The Roman Historical Imagination CLASSIC4045
- Academic Session: 2021-22
- School: School of Humanities
- Credits: 20
- Level: Level 4 (SCQF level 10)
- Typically Offered: Semester 1
- Available to Visiting Students: Yes
Students will explore the way in which Romans used their own history to explore issues of identity. They will also examine the main currents of historiography in the Roman world.
Two hours per week; This is one of the honours options in Classics and may not run every year. The options that are running this session are available on mycampus.
Coursework: one essay (2500 words) The essay will be a research project based on a topic chosen by the student, in consultation with the lecturer.- 40% of the final mark;
Degree Exam: April/May, of year taught (two hours) - 60% of the final mark.
Main Assessment In: April/May
Are reassessment opportunities available for all summative assessments? Not applicable
Reassessments are normally available for all courses, except those which contribute to the Honours classification. For non Honours courses, students are offered reassessment in all or any of the components of assessment if the satisfactory (threshold) grade for the overall course is not achieved at the first attempt. This is normally grade D3 for undergraduate students and grade C3 for postgraduate students. Exceptionally it may not be possible to offer reassessment of some coursework items, in which case the mark achieved at the first attempt will be counted towards the final course grade. Any such exceptions for this course are described below.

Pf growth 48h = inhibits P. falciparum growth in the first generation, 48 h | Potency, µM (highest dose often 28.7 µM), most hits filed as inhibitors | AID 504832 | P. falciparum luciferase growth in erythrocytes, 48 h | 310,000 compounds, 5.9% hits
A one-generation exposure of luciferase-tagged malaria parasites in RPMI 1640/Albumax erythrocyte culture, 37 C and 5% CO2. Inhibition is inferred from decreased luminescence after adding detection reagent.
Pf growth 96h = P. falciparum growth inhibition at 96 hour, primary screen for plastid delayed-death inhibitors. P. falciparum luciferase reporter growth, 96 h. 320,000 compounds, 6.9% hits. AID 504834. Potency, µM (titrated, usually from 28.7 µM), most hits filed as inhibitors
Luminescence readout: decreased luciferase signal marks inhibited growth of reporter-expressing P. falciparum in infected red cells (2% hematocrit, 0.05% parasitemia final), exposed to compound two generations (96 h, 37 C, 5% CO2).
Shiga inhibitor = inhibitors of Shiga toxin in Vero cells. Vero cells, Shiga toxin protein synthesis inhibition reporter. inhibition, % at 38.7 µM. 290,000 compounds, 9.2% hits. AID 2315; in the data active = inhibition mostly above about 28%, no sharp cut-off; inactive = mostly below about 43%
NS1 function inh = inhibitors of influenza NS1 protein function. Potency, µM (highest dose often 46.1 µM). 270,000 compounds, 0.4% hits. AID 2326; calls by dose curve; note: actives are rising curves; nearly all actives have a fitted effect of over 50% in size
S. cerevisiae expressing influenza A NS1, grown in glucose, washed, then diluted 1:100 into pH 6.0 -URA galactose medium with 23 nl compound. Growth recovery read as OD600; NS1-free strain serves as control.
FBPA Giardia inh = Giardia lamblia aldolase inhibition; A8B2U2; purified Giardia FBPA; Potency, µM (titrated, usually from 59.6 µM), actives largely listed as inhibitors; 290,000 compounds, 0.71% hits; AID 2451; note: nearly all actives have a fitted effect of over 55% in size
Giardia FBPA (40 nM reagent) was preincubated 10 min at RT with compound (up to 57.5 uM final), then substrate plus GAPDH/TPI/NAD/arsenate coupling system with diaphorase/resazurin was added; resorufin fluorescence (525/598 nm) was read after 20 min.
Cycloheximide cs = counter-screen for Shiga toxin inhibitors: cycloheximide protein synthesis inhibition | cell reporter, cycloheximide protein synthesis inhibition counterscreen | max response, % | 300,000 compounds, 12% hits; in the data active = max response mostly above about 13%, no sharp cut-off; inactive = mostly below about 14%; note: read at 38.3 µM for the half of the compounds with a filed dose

This course aims to provide:
Familiarity with three major Latin Historians (Sallust, Livy, Tacitus)
An understanding of the relationship between historical writing and the period in which it was produced
An introduction to historiographical theory, both ancient and modern
An awareness of the intersection between historiography and other literary genres (poetry, philosophy/theory) and beyond (i.e. monuments)
Experience of close reading and analysis of historical narrative
Experience in carrying out research and presenting it orally and in writing
Opportunity to acquire expertise in the critical examination of ancient historical writing
Opportunity to improve verbal expression, particularly in writing
Intended Learning Outcomes of Course
By the end of the course, students will be able to:
Understand the function of the historical imagination within Roman culture
Draw links between historiography and other aspects of their understanding of Rome (literary and non-literary)
Demonstrate awareness of the importance of foundation narratives and cultural conservatism at Rome
Reflect upon the differences between Roman and modern uses of the past
Comment upon passages taken from the key historians and demonstrate an understanding their ideological and formal aspects
Formulate a research question relating to Roman historiography
Carry out research with due regard to recent scholarship, and demonstrating a close engagement with selected ancient texts
Minimum Requirement for Award of Credits
Students must submit at least 75% by weight of the components (including examinations) of the course's summative assessment.